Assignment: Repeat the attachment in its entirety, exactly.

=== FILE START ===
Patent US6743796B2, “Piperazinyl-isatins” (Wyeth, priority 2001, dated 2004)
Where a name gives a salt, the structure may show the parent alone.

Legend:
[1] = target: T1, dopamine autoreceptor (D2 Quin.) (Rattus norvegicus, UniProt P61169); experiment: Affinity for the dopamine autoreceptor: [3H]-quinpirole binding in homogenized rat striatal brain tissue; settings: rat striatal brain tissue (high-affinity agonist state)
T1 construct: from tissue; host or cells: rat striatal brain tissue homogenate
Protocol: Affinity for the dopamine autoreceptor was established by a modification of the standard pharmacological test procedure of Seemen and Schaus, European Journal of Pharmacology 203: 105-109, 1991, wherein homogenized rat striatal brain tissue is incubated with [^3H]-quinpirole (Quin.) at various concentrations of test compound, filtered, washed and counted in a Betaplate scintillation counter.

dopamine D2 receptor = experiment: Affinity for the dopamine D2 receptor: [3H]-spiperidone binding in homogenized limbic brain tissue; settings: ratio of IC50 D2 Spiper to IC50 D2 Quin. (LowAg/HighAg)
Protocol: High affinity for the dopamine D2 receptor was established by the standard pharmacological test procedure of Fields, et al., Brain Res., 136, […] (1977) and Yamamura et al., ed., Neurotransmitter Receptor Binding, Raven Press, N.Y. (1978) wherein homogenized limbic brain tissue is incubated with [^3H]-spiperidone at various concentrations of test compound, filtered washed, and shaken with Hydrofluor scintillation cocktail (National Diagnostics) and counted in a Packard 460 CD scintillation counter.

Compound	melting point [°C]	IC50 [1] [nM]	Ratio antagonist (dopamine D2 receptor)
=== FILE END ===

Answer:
Patent US6743796B2, “Piperazinyl-isatins” (Wyeth, priority 2001, dated 2004)
Where a name gives a salt, the structure may show the parent alone.

Legend:
[1] = target: T1, dopamine autoreceptor (D2 Quin.) (Rattus norvegicus, UniProt P61169); experiment: Affinity for the dopamine autoreceptor: [3H]-quinpirole binding in homogenized rat striatal brain tissue; settings: rat striatal brain tissue (high-affinity agonist state)
T1 construct: from tissue; host or cells: rat striatal brain tissue homogenate
Protocol: Affinity for the dopamine autoreceptor was established by a modification of the standard pharmacological test procedure of Seemen and Schaus, European Journal of Pharmacology 203: 105-109, 1991, wherein homogenized rat striatal brain tissue is incubated with [^3H]-quinpirole (Quin.) at various concentrations of test compound, filtered, washed and counted in a Betaplate scintillation counter.

dopamine D2 receptor = experiment: Affinity for the dopamine D2 receptor: [3H]-spiperidone binding in homogenized limbic brain tissue; settings: ratio of IC50 D2 Spiper to IC50 D2 Quin. (LowAg/HighAg)
Protocol: High affinity for the dopamine D2 receptor was established by the standard pharmacological test procedure of Fields, et al., Brain Res., 136, […] (1977) and Yamamura et al., ed., Neurotransmitter Receptor Binding, Raven Press, N.Y. (1978) wherein homogenized limbic brain tissue is incubated with [^3H]-spiperidone at various concentrations of test compound, filtered washed, and shaken with Hydrofluor scintillation cocktail (National Diagnostics) and counted in a Packard 460 CD scintillation counter.

Compound	melting point [°C]	IC50 [1] [nM]	Ratio antagonist (dopamine D2 receptor)